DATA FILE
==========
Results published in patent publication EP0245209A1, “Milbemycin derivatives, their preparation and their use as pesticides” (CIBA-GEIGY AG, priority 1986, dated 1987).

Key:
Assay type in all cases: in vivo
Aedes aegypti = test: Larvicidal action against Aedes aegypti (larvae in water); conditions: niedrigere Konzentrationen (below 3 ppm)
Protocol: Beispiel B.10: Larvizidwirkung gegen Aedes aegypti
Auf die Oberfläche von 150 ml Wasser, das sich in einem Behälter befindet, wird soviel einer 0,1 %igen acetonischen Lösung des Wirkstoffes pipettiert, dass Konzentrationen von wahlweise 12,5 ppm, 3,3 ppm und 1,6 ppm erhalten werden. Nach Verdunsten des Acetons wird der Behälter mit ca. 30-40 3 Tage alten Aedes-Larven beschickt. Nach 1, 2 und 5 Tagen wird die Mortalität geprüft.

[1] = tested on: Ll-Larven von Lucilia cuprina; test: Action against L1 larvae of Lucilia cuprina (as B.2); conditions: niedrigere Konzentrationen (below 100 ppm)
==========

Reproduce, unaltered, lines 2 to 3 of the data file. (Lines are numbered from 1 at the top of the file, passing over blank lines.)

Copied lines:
Key:
Assay type in all cases: in vivo